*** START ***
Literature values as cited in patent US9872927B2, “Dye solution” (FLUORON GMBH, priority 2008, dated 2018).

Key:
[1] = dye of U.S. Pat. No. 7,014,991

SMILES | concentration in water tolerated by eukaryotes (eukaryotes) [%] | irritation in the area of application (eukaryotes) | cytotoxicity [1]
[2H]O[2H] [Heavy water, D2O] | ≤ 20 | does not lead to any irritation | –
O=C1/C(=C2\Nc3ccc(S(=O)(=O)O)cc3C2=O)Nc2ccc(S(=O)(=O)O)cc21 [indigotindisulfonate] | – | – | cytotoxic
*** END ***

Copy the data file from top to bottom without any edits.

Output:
Literature values as cited in patent US9872927B2, “Dye solution” (FLUORON GMBH, priority 2008, dated 2018).

Key:
[1] = dye of U.S. Pat. No. 7,014,991

SMILES | concentration in water tolerated by eukaryotes (eukaryotes) [%] | irritation in the area of application (eukaryotes) | cytotoxicity [1]
[2H]O[2H] [Heavy water, D2O] | ≤ 20 | does not lead to any irritation | –
O=C1/C(=C2\Nc3ccc(S(=O)(=O)O)cc3C2=O)Nc2ccc(S(=O)(=O)O)cc21 [indigotindisulfonate] | – | – | cytotoxic